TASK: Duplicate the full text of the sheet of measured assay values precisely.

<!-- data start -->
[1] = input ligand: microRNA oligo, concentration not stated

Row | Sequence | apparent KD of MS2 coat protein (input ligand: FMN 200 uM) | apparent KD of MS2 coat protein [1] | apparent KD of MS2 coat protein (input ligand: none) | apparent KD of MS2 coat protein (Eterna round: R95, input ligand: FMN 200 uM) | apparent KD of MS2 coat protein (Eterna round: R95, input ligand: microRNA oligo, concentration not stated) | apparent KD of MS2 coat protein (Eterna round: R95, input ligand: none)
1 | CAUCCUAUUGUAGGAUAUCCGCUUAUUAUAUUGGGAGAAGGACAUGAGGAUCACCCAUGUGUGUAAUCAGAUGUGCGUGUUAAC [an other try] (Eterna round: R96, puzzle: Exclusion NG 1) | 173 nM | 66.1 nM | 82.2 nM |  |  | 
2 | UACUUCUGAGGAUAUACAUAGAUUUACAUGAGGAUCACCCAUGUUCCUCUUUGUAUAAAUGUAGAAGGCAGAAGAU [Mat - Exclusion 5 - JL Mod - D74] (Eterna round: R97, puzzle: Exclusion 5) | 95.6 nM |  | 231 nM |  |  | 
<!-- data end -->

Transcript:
[1] = input ligand: microRNA oligo, concentration not stated

Row | Sequence | apparent KD of MS2 coat protein (input ligand: FMN 200 uM) | apparent KD of MS2 coat protein [1] | apparent KD of MS2 coat protein (input ligand: none) | apparent KD of MS2 coat protein (Eterna round: R95, input ligand: FMN 200 uM) | apparent KD of MS2 coat protein (Eterna round: R95, input ligand: microRNA oligo, concentration not stated) | apparent KD of MS2 coat protein (Eterna round: R95, input ligand: none)
1 | CAUCCUAUUGUAGGAUAUCCGCUUAUUAUAUUGGGAGAAGGACAUGAGGAUCACCCAUGUGUGUAAUCAGAUGUGCGUGUUAAC [an other try] (Eterna round: R96, puzzle: Exclusion NG 1) | 173 nM | 66.1 nM | 82.2 nM |  |  | 
2 | UACUUCUGAGGAUAUACAUAGAUUUACAUGAGGAUCACCCAUGUUCCUCUUUGUAUAAAUGUAGAAGGCAGAAGAU [Mat - Exclusion 5 - JL Mod - D74] (Eterna round: R97, puzzle: Exclusion 5) | 95.6 nM |  | 231 nM |  |  | 